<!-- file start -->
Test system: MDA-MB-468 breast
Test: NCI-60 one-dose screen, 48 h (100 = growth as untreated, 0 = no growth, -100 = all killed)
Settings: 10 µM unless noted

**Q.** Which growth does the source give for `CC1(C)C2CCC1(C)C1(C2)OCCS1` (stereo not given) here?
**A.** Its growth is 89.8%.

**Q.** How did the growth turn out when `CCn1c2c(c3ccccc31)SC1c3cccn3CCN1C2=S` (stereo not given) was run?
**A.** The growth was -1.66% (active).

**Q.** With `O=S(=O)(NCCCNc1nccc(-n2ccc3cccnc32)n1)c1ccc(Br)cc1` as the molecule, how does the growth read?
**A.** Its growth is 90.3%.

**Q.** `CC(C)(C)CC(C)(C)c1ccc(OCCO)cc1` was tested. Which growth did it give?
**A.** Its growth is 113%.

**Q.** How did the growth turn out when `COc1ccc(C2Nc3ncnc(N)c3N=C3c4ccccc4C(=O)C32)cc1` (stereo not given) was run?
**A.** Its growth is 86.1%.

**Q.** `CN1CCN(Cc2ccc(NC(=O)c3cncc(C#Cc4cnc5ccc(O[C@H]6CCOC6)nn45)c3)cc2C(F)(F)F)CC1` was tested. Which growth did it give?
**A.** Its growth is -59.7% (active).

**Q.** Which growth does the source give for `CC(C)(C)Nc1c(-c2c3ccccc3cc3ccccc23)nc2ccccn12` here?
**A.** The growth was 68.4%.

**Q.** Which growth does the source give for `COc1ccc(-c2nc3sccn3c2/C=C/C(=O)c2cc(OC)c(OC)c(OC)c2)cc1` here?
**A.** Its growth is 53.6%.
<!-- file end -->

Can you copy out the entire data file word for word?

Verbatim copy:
Test system: MDA-MB-468 breast
Test: NCI-60 one-dose screen, 48 h (100 = growth as untreated, 0 = no growth, -100 = all killed)
Settings: 10 µM unless noted

**Q.** Which growth does the source give for `CC1(C)C2CCC1(C)C1(C2)OCCS1` (stereo not given) here?
**A.** Its growth is 89.8%.

**Q.** How did the growth turn out when `CCn1c2c(c3ccccc31)SC1c3cccn3CCN1C2=S` (stereo not given) was run?
**A.** The growth was -1.66% (active).

**Q.** With `O=S(=O)(NCCCNc1nccc(-n2ccc3cccnc32)n1)c1ccc(Br)cc1` as the molecule, how does the growth read?
**A.** Its growth is 90.3%.

**Q.** `CC(C)(C)CC(C)(C)c1ccc(OCCO)cc1` was tested. Which growth did it give?
**A.** Its growth is 113%.

**Q.** How did the growth turn out when `COc1ccc(C2Nc3ncnc(N)c3N=C3c4ccccc4C(=O)C32)cc1` (stereo not given) was run?
**A.** Its growth is 86.1%.

**Q.** `CN1CCN(Cc2ccc(NC(=O)c3cncc(C#Cc4cnc5ccc(O[C@H]6CCOC6)nn45)c3)cc2C(F)(F)F)CC1` was tested. Which growth did it give?
**A.** Its growth is -59.7% (active).

**Q.** Which growth does the source give for `CC(C)(C)Nc1c(-c2c3ccccc3cc3ccccc23)nc2ccccn12` here?
**A.** The growth was 68.4%.

**Q.** Which growth does the source give for `COc1ccc(-c2nc3sccn3c2/C=C/C(=O)c2cc(OC)c(OC)c(OC)c2)cc1` here?
**A.** Its growth is 53.6%.